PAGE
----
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How to Say Goodbye to Grievances about Your Parents

How-to-Say-Goodbye-to-Grievances-about-Your-Parents

Usually, Thanksgiving through New Year’s is the time clients grow most anxious about dealing with their parents and freak out about seeing—or not seeing—them. This year, parental panic popped up right before and after Mother’s Day, perhaps because the COVID pandemic prevented in-the-flesh get togethers until then. 

So, wherever you are on the continuum of emotional separation from your parents, here are guidelines for growing yourself into having a mature, healthy relationship with them.

  1. Accept that your parents were or are anywhere from mildly to tragically flawed. Many of them suffered through rough to horrendous childhoods which left them ill equipped and unprepared to be wise, caring parents. They can’t give what they didn’t get.
  1. You deserved far better parents than you got, even if you had pretty good ones. You were an innocent child who was 100% dependent on people who may have had a hard time taking care of themselves, never mind a helpless infant and needy child.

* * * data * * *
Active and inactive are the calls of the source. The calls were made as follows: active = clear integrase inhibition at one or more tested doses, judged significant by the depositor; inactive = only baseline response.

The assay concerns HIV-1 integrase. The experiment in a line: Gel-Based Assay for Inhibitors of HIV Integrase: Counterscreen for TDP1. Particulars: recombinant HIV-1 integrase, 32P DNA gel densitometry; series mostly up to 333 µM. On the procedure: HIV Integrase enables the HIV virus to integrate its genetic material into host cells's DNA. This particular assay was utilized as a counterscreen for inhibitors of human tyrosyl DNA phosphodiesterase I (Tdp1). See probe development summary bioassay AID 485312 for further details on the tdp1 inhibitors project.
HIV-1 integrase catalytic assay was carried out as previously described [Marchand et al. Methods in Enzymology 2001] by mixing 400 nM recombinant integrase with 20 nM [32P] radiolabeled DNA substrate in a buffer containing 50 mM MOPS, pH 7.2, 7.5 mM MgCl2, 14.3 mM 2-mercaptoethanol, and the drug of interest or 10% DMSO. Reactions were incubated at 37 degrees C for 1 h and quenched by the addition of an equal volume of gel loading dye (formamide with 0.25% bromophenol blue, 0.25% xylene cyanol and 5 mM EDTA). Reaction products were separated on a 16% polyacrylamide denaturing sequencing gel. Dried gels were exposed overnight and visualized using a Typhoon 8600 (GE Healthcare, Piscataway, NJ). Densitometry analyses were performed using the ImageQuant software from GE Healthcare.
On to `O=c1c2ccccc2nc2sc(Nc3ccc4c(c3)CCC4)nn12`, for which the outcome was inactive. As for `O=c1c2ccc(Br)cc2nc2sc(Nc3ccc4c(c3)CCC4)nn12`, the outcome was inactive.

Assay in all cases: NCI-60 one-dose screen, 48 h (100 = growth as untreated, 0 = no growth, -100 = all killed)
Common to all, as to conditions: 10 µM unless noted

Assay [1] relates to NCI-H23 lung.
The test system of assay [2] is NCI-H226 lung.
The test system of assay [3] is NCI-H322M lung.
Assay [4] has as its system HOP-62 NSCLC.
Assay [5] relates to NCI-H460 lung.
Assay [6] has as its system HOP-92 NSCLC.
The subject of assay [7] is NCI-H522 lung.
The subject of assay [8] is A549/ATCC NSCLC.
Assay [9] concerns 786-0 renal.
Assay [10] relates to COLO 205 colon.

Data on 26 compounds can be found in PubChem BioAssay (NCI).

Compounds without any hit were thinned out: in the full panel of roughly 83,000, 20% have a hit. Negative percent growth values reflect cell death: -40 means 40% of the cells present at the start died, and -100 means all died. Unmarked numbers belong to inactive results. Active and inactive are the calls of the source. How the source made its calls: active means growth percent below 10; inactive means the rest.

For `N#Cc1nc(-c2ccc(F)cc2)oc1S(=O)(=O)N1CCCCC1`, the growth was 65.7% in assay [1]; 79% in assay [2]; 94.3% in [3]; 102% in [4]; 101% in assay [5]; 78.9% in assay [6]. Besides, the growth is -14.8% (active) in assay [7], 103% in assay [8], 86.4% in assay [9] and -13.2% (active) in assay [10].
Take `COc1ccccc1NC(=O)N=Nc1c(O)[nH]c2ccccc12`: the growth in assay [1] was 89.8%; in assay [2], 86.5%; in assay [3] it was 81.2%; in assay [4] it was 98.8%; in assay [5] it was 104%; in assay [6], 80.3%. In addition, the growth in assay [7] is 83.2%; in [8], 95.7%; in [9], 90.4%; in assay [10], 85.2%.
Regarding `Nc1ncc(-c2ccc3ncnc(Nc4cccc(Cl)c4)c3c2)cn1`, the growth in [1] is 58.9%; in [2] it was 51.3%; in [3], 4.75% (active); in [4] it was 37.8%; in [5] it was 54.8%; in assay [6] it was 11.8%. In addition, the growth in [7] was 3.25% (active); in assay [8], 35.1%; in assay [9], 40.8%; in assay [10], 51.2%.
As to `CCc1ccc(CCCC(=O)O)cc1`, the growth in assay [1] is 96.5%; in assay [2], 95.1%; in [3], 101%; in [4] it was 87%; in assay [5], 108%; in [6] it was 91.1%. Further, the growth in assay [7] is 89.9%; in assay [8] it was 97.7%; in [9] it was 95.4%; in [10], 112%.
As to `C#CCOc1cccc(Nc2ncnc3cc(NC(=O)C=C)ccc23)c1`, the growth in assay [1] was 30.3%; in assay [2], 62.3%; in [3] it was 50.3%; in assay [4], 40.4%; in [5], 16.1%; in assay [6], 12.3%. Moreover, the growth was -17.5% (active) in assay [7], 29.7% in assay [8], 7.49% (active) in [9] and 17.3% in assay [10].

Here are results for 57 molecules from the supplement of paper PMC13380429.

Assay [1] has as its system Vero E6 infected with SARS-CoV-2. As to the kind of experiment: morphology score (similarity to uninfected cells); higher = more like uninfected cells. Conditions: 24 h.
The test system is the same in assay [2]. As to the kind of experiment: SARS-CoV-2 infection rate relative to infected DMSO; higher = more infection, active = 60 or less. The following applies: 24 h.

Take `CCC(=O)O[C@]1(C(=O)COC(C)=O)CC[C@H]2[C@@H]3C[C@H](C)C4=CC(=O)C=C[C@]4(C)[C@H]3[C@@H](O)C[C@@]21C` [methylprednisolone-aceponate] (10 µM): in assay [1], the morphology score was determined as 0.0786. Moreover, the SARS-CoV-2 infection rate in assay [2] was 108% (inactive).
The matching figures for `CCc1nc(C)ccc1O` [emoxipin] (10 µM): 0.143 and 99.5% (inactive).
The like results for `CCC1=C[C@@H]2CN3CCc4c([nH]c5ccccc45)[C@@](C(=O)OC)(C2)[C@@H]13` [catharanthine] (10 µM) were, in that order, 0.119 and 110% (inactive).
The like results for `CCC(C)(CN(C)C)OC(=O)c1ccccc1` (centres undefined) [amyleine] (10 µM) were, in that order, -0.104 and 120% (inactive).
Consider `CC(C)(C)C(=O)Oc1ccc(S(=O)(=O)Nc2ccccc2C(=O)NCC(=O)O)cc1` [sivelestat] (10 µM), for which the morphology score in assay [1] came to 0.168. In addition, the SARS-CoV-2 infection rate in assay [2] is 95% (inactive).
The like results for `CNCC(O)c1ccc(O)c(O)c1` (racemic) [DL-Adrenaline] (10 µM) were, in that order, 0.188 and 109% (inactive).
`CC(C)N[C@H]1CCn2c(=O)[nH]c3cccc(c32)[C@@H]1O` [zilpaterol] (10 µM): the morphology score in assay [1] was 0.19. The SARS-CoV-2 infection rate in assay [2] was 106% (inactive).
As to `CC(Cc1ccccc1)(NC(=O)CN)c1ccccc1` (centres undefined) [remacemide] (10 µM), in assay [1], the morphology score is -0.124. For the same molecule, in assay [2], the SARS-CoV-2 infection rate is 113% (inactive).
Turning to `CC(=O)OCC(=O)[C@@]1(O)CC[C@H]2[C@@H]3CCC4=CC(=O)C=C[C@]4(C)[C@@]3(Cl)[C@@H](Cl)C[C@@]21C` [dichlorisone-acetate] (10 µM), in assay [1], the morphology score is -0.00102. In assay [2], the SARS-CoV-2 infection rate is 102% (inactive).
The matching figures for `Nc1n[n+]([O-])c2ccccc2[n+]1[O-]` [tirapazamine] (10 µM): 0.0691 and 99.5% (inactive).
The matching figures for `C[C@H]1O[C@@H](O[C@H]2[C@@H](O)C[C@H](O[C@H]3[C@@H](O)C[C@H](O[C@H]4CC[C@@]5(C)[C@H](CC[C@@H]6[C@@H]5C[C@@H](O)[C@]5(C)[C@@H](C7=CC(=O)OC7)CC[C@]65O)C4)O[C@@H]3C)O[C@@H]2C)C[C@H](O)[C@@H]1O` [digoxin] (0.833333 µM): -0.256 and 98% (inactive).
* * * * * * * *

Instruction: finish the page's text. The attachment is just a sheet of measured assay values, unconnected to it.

1. You don’t have to like your parents or love them—or for that matter honor them as the bible says. You can feel any darn way about them you want. But because feelings are internal, you can’t act (which is external) any way you want to around them. So, separate how you feel from how you act. Even if they act like children, act mature.
  1. They may never recognize their poor parenting no matter how much you beg or badger them. You may deserve profuse apologies but it’s unlikely you’ll get them. Live with that, stop making yourself miserable, and quit asking them to take responsibility for whatever they did to you in childhood. Sure, explain your feelings about what went wrong and see if they say they’re sorry. If they don’t, drop the subject.
  1. Feel compassion for yourself for whatever you missed getting from them and for them for not having gotten it—or something else or many somethings else—from their parents. When you feel compassion for yourself and them, you’ll be less angry.
  1. Stop centering life around your parents. Who cares what they say and whether they understand you? If they’re abusive, hang up the phone, stop texting or emailing them, and don’t see them. So, they’re hurt. So what? You can live without them. That’s what adults do. Find people to meet your needs and make them the center of your life.
  1. Live in the present, not the past. Stop playing the victim. Whatever they did can’t be undone. Learn from your hurts about the person and parent you wish to be. Give up ruminating and shoulda woulda coulda. They couldn’t do better, but you can by finding happiness and whatever else you’re seeking now. 

 

If you can’t do it yourself, find a therapist to help you. That’s what I did. 

Best,

Karen

 

Characteristics of Dysfunctional Families
Power Over or With

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